Rulings grant access to files of Serenity Place patientsBy MARK HAYWARD
New Hampshire Union Leader
March 19. 2018 9:55PM
MANCHESTER — Judges have granted state investigators access to confidential files of patients at Serenity Place, the addiction-treatment organization connected to Safe Station that abruptly closed late last year because of financial problems.
Rulings last week in Hillsborough County Superior Court and last month in Merrimack County Superior Court mean that investigators and administrative prosecutors will soon have access to both billing and treatment records of Serenity Place patients.
New Hampshire Attorney General Gordon MacDonald and the state Board of Licensing for Alcohol and other Drug Use Professionals are investigating the collapse of Serenity Place. Last month, Merrimack County Judge John Kissinger authorized subpoenas for nearly all patient billing and treatment records.
“The Court determines that the public interest and need for these disclosures outweighs any potential injury to the patients, to the counselor-patient relationship, or to the treatment services,” Kissinger wrote. In a three-page order, Kissinger said the Bureau of Drug and Alcohol Services (BDAS), which has custody of the records, Serenity Place, and the Serenity Place receiver, Families in Transition, must comply with subpoenas.
However, he noted that federal law requires that the organizations notify any patients before their files are disclosed. And he noted that federal law requires that confidential communications that the patients made to Serenity Place staff must be blacked out.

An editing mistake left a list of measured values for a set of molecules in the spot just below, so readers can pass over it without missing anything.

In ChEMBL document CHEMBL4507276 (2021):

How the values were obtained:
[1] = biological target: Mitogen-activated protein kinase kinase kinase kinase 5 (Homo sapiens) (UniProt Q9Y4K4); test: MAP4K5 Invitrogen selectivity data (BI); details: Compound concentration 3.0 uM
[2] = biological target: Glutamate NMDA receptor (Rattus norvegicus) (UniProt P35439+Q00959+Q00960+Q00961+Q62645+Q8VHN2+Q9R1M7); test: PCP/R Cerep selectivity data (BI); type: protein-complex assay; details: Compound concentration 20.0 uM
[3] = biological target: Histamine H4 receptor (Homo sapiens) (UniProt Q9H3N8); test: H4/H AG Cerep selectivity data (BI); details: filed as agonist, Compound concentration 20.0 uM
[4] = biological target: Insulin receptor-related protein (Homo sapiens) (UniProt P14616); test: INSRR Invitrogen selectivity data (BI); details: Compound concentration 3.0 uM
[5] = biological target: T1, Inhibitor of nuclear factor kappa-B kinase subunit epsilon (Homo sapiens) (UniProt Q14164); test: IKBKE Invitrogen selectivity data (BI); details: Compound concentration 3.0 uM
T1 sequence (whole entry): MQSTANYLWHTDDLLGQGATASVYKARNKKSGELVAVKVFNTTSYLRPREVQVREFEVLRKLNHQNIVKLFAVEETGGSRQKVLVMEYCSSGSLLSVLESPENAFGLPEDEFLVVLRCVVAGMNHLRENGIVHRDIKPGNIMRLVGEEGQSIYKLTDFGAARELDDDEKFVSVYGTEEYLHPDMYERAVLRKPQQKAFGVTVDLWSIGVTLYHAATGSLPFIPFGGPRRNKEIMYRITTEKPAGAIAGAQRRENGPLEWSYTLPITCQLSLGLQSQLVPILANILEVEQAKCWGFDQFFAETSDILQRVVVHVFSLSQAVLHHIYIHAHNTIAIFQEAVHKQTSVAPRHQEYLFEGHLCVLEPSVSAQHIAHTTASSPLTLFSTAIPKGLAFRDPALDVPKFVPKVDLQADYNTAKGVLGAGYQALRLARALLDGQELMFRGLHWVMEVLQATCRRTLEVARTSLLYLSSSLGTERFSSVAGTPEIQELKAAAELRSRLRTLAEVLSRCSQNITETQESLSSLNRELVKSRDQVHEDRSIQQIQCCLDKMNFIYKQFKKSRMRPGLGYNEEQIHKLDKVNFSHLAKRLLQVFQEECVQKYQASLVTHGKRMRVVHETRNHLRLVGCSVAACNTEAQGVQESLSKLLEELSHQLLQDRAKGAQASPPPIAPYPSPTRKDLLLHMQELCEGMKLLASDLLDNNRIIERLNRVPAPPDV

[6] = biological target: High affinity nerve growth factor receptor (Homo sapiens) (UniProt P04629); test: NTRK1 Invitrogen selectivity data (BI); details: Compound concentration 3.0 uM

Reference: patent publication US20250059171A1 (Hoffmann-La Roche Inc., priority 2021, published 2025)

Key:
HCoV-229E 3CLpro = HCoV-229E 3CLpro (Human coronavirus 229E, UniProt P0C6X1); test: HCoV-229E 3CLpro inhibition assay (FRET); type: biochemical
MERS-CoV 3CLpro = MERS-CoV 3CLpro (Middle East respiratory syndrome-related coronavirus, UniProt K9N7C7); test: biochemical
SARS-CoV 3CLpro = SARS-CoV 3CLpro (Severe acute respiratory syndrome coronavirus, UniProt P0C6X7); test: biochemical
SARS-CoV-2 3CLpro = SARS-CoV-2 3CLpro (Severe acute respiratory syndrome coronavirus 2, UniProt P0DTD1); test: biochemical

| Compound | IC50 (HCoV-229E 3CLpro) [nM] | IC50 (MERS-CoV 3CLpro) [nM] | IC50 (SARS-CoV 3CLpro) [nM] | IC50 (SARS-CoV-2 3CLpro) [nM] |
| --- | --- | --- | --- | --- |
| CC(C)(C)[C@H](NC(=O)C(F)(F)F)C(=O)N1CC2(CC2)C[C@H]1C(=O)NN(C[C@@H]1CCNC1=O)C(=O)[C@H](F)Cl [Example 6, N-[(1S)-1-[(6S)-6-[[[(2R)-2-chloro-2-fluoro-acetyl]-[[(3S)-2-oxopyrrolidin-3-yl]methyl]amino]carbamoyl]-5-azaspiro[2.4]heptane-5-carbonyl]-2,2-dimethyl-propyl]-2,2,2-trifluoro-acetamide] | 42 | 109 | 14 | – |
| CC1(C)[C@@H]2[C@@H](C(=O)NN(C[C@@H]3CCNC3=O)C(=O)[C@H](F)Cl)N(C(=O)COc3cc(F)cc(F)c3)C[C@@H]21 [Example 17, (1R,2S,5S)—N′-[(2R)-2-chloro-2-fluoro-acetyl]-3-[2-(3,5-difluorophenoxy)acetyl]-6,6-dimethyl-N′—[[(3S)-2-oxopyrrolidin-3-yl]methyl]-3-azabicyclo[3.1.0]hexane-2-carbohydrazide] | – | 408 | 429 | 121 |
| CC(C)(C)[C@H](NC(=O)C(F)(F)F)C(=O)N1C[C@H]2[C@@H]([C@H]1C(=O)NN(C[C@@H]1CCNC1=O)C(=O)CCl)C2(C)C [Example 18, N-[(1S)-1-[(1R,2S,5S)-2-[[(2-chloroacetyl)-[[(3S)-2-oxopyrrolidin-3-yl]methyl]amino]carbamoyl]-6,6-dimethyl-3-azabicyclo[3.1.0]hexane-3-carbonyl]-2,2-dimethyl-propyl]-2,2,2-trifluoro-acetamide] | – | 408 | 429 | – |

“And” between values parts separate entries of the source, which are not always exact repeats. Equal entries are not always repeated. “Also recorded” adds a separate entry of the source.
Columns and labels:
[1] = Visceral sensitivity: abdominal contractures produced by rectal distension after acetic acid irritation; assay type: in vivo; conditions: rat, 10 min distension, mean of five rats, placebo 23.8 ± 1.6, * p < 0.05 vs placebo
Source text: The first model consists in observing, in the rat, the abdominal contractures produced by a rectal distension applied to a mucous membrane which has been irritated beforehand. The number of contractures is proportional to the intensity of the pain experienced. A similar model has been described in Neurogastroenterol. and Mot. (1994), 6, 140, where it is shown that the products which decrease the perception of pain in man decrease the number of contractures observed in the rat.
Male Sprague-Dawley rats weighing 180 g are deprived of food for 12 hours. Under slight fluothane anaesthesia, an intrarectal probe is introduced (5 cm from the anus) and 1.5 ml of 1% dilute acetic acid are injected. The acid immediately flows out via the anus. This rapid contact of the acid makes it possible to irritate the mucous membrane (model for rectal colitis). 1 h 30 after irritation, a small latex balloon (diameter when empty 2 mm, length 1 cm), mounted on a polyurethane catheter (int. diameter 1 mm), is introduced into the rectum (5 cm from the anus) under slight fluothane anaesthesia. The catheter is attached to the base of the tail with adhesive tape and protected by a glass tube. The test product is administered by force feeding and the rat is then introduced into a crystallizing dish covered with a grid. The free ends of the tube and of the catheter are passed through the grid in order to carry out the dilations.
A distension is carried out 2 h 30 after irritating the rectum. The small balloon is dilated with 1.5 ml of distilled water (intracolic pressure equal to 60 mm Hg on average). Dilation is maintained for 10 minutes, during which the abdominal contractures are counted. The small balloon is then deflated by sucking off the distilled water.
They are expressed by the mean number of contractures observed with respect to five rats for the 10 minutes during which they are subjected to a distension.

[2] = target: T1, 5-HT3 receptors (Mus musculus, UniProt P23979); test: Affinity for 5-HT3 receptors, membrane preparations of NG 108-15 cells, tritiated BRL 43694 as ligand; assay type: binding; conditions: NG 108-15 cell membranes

State officials have said that Serenity Place was overwhelmed by the number of patients it started seeing once Safe Station, the no-questions asked portal into treatment located at Manchester fire stations, grew in popularity. The organization experienced cash flow issues due to “faulty or absent billing for Medicaid services provided to clients, as well as more widespread deficiencies in financial controls,” MacDonald’s office has said in court papers.
Court papers say that some holders of alcohol and drug counselor licenses could potentially be prosecuted for violations of administrative law.
Meanwhile, in a Manchester courtroom a judge is considering how to give patients access to their own files, which remain in the custody of the Bureau of Drug and Alcohol Services.
“Since the closure of Serenity Place, BDAS has received approximately 20 to 30 phone calls a week from former Serenity Place patients who are seeking their records or files,” reads a filing MacDonald’s office made last week. Patients need their treatment files to prove participation in court-mandated treatment programs, the filing reads.
MacDonald’s office asked for custody of the treatment records and spelled out a process to allow former patients to receive access to their records. Hillsborough County Superior Court Judge Amy Messer last week indicated a willingness to do so, but demanded more details.
In the meantime, the 70 boxes of patient treatment records remain with the BDAS. Fifty boxes of financial records have been transferred to Families in Transition.
Also last week, Messer approved a short-term lease that allows Families in Transition to continue operating the Lin’s Place program at the Serenity Place property at 99 Manchester St. An appraiser had valued the fair-market monthly payment at $4,370.
Families in Transition plans to eventually relocate Lin’s Place to property on Wilson Street, possibly by June.